Nick Nolte and Taylor Hackford on the set of 'Parker'.
(Courtesy of Film District/Jack English)

Interview: Taylor Hackford (2013) Parker

By now it’s a cliché: the Hollywood Heavy who’s humble and down-to earth, but when Working Author got to catch up with Taylor Hackford after roundtables at the recent LA press day for Parker, the celebrated director of such staple films as Ray and An Officer and a Gentleman was surprisingly relaxed.  His latest effort, a crime thriller adapted from the international best-selling novelist Donald E. Westlake, reflects an unflinchingly realistic aesthetic. As could have been expected, the man behind the lense did not mince words.

“He’s not someone who you want to have cocktails with.” Hackford said of the film’s protagonist, the legendary heister character who first debuted in print in 1962. Hackford went on to discuss his modernized take on him, starting with what he felt led to the character’s enduring appeal. Calling Parker “an unapologetic criminal,” Hackford added,“At the same time, this guy’s got integrity,” explaining, “In a world where integrity’s gone flown right out the window…what you sense with Parker is ‘I am who I am, you like me or don’t like me.'” Hackford concluded that there was “something admirable” about him, although, “He’s not a hero.”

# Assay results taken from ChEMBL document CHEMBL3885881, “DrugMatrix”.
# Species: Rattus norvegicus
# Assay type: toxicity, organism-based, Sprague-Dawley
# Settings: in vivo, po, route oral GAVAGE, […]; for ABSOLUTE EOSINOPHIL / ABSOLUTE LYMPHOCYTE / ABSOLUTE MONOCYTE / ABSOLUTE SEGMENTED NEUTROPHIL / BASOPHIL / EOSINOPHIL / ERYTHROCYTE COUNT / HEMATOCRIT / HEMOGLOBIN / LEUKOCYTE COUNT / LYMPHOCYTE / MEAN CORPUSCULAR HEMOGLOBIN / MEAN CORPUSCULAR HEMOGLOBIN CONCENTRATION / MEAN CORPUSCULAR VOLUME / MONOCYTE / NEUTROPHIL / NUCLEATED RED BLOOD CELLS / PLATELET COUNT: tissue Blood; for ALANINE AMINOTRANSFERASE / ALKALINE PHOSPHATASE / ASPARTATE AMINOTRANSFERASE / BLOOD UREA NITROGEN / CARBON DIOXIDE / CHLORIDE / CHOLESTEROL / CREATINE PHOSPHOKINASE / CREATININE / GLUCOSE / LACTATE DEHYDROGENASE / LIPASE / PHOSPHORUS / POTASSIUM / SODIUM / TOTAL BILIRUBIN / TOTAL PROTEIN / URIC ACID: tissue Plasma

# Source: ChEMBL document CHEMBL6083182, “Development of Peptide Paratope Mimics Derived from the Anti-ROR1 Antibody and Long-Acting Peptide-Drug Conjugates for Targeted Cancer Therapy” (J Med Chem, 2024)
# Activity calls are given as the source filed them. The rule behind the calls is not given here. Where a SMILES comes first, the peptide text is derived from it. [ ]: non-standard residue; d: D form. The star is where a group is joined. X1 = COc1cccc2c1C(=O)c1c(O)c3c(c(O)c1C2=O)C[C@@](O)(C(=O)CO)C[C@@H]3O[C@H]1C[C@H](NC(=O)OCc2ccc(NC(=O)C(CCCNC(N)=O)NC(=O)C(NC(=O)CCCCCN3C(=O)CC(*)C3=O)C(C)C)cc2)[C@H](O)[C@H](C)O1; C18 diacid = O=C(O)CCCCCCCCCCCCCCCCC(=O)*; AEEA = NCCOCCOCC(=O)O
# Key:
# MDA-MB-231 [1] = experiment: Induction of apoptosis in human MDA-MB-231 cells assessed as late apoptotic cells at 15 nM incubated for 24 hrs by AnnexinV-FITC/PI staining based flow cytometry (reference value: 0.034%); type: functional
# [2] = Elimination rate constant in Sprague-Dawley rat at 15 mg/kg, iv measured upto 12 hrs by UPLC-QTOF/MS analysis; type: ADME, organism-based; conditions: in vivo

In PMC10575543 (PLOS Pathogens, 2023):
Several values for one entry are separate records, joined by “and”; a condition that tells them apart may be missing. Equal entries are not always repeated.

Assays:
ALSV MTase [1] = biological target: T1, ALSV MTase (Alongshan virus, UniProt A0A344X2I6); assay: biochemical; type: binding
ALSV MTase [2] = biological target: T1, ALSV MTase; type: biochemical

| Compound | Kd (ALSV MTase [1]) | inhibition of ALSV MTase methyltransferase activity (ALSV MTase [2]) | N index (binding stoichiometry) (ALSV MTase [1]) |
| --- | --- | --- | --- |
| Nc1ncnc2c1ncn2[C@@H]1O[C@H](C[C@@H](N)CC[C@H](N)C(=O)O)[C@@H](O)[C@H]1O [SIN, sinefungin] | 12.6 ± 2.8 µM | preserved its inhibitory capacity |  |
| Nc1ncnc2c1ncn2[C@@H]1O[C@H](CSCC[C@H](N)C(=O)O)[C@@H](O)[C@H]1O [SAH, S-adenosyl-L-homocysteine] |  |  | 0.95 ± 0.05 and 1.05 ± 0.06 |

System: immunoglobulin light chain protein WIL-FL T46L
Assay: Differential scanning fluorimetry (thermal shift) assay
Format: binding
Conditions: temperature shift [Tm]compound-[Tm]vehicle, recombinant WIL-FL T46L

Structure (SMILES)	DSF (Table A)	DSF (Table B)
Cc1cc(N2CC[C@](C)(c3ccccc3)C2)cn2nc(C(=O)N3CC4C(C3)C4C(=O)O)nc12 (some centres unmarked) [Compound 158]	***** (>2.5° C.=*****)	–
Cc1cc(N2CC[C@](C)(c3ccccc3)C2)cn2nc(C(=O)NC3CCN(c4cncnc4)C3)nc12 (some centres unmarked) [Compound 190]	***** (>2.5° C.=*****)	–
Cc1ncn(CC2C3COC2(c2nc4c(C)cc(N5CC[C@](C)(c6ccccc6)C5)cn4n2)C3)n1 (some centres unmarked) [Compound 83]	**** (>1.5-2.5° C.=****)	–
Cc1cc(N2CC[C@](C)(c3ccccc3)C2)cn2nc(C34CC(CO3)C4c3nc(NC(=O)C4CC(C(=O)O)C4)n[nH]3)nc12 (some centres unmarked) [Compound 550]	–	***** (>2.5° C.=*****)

The film marks the first on-screen adaptation of the character in more than 15 years and the first time ever the Westlake estate has allowed a film to use the character’s original name. Hackford elaborated on the American “fascination” with the crime genre, saying “There are these great stories about…the underbelly…that world. We’re fascinated a bit by it.”

Working Author asked about the taut crime piece’s unfiltered sense of realism. Hackford responded by saying, “I always try do that in my films. I’m not a great fantacist…I think that you can be real and still be very entertaining.”

One of the last questions Working Author posed was in regard to the film’s subtle message about the disparity between the haves and the have-nots. Hackford agreed, “Yeah, I think I always make films about working class people. I always make films about people who don’t have it. They weren’t born into it. They don’t have it, and they’ve got to struggle to get it. Those are the people that interest me…. That’s where I’m from.” He added, “That process of that world is what informs my ambition in my life.”

Parker, starring Jason Statham, Jennifer Lopez, and Michael Chiklis opens Friday, January 25, 2013.